• We are sorry, but NCBI web applications do not support your browser and may not function properly. More information
Logo of aacPermissionsJournals.ASM.orgJournalAAC ArticleJournal InfoAuthorsReviewers
Antimicrob Agents Chemother. Nov 2012; 56(11): 5811–5820.
PMCID: PMC3486619

High-Throughput Sequencing Reveals the Incomplete, Short-Term Recovery of Infant Gut Microbiota following Parenteral Antibiotic Treatment with Ampicillin and Gentamicin


The infant gut microbiota undergoes dramatic changes during the first 2 years of life. The acquisition and development of this population can be influenced by numerous factors, and antibiotic treatment has been suggested as one of the most significant. Despite this, however, there have been relatively few studies which have investigated the short-term recovery of the infant gut microbiota following antibiotic treatment. The aim of this study was to use high-throughput sequencing (employing both 16S rRNA and rpoB-specific primers) and quantitative PCR to compare the gut microbiota of nine infants who underwent parenteral antibiotic treatment with ampicillin and gentamicin (within 48 h of birth), 4 and 8 weeks after the conclusion of treatment, relative to that of nine matched healthy controls. The investigation revealed that the gut microbiota of the antibiotic-treated infants had significantly higher proportions of Proteobacteria (P = 0.0049) and significantly lower proportions of Actinobacteria (P = 0.00001) (and the associated genus Bifidobacterium [P = 0.0132]) as well as the genus Lactobacillus (P = 0.0182) than the untreated controls 4 weeks after the cessation of treatment. By week 8, the Proteobacteria levels remained significantly higher in the treated infants (P = 0.0049), but the Actinobacteria, Bifidobacterium, and Lactobacillus levels had recovered and were similar to those in the control samples. Despite this recovery of total Bifidobacterium numbers, rpoB-targeted pyrosequencing revealed that the number of different Bifidobacterium species present in the antibiotic-treated infants was reduced. It is thus apparent that the combined use of ampicillin and gentamicin in early life can have significant effects on the evolution of the infant gut microbiota, the long-term health implications of which remain unknown.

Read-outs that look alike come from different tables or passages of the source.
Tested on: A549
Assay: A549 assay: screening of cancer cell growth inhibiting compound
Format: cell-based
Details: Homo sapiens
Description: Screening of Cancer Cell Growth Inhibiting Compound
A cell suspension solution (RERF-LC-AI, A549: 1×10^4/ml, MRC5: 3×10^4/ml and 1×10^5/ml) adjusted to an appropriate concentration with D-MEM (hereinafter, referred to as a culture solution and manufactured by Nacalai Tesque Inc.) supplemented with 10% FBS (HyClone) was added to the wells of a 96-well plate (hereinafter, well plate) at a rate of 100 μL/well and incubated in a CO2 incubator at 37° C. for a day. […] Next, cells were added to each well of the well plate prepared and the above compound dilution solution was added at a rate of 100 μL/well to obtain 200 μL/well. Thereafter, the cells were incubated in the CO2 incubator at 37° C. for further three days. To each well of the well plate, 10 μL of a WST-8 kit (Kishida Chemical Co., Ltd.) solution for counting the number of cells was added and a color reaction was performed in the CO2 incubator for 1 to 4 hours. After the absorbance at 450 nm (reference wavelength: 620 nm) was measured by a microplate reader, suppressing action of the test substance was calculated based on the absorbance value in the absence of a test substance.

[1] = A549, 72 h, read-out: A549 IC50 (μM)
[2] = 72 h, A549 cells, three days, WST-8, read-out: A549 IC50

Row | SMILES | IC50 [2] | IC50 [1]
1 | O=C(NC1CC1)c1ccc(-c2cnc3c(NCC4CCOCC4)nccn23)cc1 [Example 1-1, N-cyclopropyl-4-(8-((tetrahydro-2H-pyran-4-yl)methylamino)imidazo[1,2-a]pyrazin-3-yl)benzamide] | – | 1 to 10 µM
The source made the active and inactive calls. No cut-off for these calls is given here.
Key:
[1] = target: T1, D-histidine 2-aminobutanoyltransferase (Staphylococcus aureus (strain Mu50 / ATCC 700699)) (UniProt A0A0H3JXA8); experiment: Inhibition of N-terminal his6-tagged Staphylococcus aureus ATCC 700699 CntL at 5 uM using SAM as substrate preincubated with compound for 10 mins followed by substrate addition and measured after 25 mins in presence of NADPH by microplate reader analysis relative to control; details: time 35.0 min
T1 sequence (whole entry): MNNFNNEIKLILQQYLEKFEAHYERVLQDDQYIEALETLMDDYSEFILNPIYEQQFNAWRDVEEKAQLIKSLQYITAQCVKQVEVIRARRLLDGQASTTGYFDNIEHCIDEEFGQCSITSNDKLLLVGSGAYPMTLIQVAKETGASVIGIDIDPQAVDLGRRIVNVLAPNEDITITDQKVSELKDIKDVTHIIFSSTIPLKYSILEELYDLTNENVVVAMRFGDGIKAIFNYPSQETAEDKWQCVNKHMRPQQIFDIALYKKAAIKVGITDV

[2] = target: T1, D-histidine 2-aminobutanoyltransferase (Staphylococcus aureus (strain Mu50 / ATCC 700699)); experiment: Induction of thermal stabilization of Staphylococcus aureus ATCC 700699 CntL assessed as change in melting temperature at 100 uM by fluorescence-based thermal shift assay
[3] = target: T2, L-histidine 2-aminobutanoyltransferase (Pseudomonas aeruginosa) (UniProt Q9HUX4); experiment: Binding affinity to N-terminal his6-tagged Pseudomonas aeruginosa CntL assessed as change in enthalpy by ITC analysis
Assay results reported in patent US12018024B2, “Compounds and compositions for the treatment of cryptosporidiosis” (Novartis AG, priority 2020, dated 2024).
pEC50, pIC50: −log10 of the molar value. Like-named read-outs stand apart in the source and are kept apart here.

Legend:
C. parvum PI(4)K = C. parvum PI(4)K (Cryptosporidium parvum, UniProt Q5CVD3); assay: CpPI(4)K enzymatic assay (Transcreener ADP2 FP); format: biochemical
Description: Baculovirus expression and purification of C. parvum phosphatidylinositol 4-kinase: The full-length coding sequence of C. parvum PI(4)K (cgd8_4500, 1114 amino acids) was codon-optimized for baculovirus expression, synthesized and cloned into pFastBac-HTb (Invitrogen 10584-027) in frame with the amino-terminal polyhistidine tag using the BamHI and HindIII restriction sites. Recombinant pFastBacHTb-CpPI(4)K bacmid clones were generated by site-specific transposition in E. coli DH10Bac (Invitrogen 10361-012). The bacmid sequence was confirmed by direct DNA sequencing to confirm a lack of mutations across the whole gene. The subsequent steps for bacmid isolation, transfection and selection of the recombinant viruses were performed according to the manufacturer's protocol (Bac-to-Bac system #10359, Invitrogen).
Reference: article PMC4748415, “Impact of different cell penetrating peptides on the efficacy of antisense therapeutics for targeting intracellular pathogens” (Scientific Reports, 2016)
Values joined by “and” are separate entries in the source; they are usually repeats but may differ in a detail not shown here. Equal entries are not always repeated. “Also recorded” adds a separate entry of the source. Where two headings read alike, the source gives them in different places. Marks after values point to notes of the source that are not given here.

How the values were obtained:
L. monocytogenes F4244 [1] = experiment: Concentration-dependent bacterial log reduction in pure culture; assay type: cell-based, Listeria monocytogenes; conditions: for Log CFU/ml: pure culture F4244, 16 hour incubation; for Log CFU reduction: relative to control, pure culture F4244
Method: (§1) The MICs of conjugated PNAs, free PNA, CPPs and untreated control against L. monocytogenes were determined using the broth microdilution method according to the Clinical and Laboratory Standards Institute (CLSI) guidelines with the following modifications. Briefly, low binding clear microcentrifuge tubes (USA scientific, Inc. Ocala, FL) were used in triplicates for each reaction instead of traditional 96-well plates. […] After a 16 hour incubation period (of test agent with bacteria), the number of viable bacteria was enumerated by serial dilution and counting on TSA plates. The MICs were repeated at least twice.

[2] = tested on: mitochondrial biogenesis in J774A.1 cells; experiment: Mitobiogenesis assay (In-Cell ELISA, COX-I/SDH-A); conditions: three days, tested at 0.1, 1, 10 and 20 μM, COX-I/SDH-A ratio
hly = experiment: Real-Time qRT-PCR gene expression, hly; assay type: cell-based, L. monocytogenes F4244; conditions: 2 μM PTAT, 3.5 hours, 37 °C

It is becoming increasingly evident that the composition of the human gut microbiota can have a significant impact on health and disease (47, 64, 69, 74). Indeed, several studies have highlighted the role gut microbes play in diverse and important functions in the body, including, for example, vitamin synthesis, immune system development, and toxin metabolism (27, 30). Furthermore, a number of studies have suggested associations between an altered gut microbial composition and Crohn's disease (28), irritable bowel syndrome (42), obesity (46, 51), and other diseases and syndromes. These studies have highlighted the importance of developing and maintaining a “healthy” gut microbiota. Indeed, it was recently established that the fact that the immune system of germfree mice is not exposed to commensal microbes in early life can lead to increased numbers of invariant natural killer T cells, which in turn causes inflammation on exposure to particular microbes, resulting in an increased risk of both colitis and asthma (53). The infant gut microbiota is established early in life, so that although the infant gut is sterile in utero, by the time the infant reaches the age of 2 years, this microbiota resembles that of an adult (3). Consequently, this period of the infant's life represents a unique window of opportunity during which time the gut microbiota may be modified with implications for health outcomes (56). A myriad of factors that affect this composition have been investigated and include mode of delivery (56), feeding choice (i.e., breast versus formula feeding) (8, 45), prematurity (63, 72), and the administration of probiotics (11, 15, 55, 60) and prebiotics (10, 31, 65). It is also thought that exposure to antibiotics can have a significant negative influence on the composition and development of the gut microbiota in early life (7, 23, 35). Antibiotics by their very nature are designed to target and inhibit microorganisms in a variety of ways. The majority of those used clinically have a broad spectrum of activity and, as a consequence, in addition to controlling pathogenic bacteria have the potential to inflict collateral damage on commensal gut bacteria (9), including genera that often have health-promoting roles, such as the bifidobacteria and lactobacilli. Thus far, the most in-depth investigations into the nature and extent of this collateral damage have relied on the use of denaturing gradient gel electrophoresis (DGGE) (23) and have revealed that antibiotic exposure in infancy results in significant decreases in levels of bifidobacteria, lactobacilli, and Bacteroides spp. compared to levels in control infants.